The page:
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Polynesian lu’au celebrates Skyline’s diverse community of students

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Polynesian lu’au celebrates Skyline’s diverse community of students

Performers dancing at fireside dining during Polynesian Lu'au on April 26, 2017 Photo credit: Mintzhet Tan

Performers dancing at fireside dining during Polynesian Lu'au on April 26, 2017 Photo credit: Mintzhet Tan

Performers dancing at fireside dining during Polynesian Lu'au on April 26, 2017 Photo credit: Mintzhet Tan

Performers dancing at fireside dining during Polynesian Lu'au on April 26, 2017 Photo credit: Mintzhet Tan

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The Polynesian Lu’au held in building 6 last week on April 26, as part of Asian-American and Pacific Islander Heritage Month, showcased the rich culture of Skyline’s Polynesian community.

The annual event was part of the few programs that were being organized by the Associated Students of Skyline College (ASSC) to help celebrate the diversity that can be found at Skyline. They also held an event for Burmese New Year earlier last month for the same reason.

“We do this every year before the semester’s finals, the dates may vary but it is usually a month before the last day of school,” ASSC’s co-adviser, Anjelica Gacutan-Viloria said. “We are doing this to provide a platform for students to celebrate their heritages and allow others to get to experience their cultures.”

The event began at 10 a.m. with a series of dances and poetry readings. Throughout the day, the organizers provided students with Hawaiian pulled pork nachos, a dish that is very popular among Pacific Islanders. There were different booths around the hall that sold products with tribal prints on them as well, such as towels and coin bags.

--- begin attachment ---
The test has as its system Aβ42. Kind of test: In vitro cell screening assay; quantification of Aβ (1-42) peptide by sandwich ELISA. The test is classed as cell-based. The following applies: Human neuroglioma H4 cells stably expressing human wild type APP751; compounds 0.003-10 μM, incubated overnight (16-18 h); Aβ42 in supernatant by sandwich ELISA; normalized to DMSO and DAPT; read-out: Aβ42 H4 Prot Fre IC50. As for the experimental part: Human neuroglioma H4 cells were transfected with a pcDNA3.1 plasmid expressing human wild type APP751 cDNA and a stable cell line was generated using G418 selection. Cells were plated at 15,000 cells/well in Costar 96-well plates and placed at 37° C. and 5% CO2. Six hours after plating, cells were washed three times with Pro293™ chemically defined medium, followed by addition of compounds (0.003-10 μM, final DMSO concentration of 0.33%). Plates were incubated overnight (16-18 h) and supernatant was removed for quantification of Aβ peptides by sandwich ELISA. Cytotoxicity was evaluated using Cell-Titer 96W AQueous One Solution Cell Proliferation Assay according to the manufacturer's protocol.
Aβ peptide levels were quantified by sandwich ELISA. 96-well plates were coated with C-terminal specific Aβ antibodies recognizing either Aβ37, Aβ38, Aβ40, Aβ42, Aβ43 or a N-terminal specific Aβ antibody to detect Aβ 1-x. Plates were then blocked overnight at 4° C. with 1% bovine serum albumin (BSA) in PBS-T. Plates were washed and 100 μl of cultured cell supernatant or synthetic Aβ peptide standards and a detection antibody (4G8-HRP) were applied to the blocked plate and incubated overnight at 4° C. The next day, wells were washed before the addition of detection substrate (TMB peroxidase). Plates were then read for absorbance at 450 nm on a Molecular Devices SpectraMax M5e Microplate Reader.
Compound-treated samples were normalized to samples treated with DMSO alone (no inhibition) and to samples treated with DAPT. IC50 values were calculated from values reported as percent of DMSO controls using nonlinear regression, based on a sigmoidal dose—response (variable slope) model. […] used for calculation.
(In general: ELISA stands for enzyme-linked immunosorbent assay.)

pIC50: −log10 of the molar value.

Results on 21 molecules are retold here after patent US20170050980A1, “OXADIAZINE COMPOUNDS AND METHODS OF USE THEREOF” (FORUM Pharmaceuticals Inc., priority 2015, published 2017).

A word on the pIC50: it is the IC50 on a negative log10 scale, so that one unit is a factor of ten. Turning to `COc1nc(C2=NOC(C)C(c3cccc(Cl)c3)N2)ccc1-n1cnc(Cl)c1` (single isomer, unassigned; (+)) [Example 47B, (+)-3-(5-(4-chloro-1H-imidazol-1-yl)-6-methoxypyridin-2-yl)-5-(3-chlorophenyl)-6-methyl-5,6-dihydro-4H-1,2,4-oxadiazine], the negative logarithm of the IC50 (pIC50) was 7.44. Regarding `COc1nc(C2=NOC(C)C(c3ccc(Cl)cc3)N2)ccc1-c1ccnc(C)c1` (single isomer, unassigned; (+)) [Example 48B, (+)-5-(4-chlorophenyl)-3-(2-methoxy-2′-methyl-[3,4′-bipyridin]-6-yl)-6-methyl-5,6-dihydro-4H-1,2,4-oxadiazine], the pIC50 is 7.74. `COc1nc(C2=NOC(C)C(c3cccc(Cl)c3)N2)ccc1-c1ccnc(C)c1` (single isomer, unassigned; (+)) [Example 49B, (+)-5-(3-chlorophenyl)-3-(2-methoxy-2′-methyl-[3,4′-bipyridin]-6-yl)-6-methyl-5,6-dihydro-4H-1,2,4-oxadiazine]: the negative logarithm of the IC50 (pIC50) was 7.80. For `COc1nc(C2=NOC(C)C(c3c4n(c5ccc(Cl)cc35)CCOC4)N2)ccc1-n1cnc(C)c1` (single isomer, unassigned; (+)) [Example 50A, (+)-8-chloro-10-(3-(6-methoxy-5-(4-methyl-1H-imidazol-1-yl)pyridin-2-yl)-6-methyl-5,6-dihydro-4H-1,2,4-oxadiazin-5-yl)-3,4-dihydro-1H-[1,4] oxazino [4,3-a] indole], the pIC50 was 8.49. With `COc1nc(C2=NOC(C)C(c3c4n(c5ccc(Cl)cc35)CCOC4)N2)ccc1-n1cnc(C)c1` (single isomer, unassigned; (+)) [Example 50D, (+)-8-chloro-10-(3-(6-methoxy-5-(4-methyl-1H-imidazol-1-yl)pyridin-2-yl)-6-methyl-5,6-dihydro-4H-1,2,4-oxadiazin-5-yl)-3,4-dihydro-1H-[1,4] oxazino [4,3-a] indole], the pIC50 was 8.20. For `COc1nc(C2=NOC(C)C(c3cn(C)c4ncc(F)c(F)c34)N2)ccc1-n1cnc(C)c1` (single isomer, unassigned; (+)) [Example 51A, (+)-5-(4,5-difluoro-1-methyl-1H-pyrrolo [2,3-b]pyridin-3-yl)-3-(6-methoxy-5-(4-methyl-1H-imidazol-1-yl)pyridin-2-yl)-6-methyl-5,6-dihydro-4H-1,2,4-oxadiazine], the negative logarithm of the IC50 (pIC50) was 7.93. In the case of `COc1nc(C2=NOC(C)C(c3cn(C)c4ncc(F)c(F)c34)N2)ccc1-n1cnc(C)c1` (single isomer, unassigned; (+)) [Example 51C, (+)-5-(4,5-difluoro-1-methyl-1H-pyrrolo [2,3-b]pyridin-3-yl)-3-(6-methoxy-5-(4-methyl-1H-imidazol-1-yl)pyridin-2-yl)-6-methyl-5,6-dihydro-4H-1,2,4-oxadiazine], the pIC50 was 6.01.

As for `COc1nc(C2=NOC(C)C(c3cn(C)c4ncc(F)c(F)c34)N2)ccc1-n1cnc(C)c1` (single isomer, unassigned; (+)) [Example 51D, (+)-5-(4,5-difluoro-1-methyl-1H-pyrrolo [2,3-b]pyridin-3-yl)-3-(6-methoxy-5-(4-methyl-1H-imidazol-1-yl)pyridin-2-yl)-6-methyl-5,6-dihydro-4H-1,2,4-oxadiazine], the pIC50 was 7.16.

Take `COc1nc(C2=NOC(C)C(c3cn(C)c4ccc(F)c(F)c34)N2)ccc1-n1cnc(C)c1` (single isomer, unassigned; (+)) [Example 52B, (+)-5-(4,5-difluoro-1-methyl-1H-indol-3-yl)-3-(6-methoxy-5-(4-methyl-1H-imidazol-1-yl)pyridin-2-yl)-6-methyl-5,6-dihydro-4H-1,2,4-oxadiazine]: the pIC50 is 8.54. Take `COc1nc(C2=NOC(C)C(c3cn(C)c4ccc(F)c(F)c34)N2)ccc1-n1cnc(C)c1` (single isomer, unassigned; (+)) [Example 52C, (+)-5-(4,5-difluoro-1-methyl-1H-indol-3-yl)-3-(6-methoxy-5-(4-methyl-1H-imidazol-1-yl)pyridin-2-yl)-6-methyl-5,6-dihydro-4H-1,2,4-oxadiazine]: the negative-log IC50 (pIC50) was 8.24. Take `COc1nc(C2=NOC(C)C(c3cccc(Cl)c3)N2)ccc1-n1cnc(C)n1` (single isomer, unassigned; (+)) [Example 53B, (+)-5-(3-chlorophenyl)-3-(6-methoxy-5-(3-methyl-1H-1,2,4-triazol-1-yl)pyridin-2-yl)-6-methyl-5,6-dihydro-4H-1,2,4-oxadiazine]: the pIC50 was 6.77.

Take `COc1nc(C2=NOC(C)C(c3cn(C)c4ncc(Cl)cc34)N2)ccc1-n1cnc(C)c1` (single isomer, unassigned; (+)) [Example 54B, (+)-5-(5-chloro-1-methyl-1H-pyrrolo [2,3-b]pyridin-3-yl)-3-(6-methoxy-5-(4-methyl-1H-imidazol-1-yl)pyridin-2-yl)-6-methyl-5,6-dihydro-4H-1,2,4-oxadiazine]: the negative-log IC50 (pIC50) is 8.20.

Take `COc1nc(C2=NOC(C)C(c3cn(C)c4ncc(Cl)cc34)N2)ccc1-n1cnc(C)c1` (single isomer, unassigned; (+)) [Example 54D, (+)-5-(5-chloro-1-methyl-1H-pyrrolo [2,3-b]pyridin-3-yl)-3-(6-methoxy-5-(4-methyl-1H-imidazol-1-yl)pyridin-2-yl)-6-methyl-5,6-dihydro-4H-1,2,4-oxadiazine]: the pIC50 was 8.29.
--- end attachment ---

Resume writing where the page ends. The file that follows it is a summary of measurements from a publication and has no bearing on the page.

“We only started selling these this year and we will see if people like them,” Anjelica’s mother, Chloe Gacutan said. “She [Anjelica] handmade all of these and she really loves to get crafty and people seem to like them, too.”

As the event was coming to an end, the dancers performed a show-stopping routine that caught a lot of the onlookers’ attention as crowds were filling up the hall. Everyone was cheering once the music stopped.

“I am glad they are doing this,” Amelie Taisacan said, a web design major who was among the crowd. “I think it is very beneficial because we are crossing cultures and it is easier for each other to get to know our classmates better.”

Taisacan thought the event was very successful because it brought people’s attention to a culture that they didn’t know much about and mentioned she would have been there from the beginning if she had known about it beforehand.

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Polynesian lu’au celebrates Skyline’s diverse community of students